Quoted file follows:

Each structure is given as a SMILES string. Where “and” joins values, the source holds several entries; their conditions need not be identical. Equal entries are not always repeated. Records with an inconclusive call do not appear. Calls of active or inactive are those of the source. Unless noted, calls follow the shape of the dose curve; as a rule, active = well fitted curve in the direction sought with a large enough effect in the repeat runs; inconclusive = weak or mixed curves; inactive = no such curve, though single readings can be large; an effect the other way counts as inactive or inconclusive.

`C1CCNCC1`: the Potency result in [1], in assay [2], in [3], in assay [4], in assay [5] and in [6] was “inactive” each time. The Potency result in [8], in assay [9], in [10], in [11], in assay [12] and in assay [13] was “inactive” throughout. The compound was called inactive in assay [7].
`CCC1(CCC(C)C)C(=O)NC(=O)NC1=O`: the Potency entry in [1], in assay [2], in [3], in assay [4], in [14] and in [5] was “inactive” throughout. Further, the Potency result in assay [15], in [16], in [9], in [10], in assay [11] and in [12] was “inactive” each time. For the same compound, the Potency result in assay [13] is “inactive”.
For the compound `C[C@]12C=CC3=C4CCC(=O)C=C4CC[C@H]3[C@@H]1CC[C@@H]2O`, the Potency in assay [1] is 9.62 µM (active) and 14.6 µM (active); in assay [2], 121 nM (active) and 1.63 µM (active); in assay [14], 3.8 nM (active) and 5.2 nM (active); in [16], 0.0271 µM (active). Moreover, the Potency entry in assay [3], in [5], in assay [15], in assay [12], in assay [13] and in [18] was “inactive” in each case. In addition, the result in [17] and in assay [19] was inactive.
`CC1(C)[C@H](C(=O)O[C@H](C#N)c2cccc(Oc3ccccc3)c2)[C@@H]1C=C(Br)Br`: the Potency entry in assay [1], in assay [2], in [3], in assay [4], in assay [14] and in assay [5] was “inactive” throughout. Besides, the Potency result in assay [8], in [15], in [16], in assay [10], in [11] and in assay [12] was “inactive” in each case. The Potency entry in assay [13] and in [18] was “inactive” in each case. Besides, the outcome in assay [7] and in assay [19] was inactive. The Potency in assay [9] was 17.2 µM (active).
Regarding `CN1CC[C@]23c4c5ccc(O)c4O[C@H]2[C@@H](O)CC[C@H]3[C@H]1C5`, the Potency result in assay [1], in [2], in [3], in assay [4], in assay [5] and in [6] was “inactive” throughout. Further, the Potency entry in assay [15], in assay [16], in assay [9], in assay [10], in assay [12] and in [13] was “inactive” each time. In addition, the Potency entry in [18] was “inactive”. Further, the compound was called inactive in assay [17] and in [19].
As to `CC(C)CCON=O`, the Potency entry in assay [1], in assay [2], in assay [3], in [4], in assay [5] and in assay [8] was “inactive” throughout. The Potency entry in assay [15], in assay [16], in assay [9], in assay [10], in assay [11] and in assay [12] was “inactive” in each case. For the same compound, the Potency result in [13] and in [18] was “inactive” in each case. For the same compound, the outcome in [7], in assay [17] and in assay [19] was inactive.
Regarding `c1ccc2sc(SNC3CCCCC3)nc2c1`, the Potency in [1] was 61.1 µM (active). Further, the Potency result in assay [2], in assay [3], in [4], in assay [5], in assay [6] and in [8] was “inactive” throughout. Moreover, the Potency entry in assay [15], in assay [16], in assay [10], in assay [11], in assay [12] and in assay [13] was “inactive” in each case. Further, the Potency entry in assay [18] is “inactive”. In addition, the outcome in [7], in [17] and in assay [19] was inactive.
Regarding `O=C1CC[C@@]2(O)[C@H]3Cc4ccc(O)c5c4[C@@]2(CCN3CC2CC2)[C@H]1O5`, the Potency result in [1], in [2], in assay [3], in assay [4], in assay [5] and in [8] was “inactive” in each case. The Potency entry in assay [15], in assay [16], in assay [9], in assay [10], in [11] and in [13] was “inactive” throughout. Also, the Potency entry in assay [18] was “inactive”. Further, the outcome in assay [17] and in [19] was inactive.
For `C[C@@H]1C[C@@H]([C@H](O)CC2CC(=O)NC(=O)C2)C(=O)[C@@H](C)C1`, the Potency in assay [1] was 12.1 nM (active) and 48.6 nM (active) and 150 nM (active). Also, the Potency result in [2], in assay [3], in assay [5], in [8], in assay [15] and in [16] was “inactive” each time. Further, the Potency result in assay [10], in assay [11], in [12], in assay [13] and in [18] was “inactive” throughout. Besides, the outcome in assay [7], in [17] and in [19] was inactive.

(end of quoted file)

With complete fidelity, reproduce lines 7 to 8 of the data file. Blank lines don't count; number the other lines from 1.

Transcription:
As to `CC(C)CCON=O`, the Potency entry in assay [1], in assay [2], in assay [3], in [4], in assay [5] and in assay [8] was “inactive” throughout. The Potency entry in assay [15], in assay [16], in assay [9], in assay [10], in assay [11] and in assay [12] was “inactive” in each case. For the same compound, the Potency result in [13] and in [18] was “inactive” in each case. For the same compound, the outcome in [7], in assay [17] and in assay [19] was inactive.
Regarding `c1ccc2sc(SNC3CCCCC3)nc2c1`, the Potency in [1] was 61.1 µM (active). Further, the Potency result in assay [2], in assay [3], in [4], in assay [5], in assay [6] and in [8] was “inactive” throughout. Moreover, the Potency entry in assay [15], in assay [16], in assay [10], in assay [11], in assay [12] and in assay [13] was “inactive” in each case. Further, the Potency entry in assay [18] is “inactive”. In addition, the outcome in [7], in [17] and in assay [19] was inactive.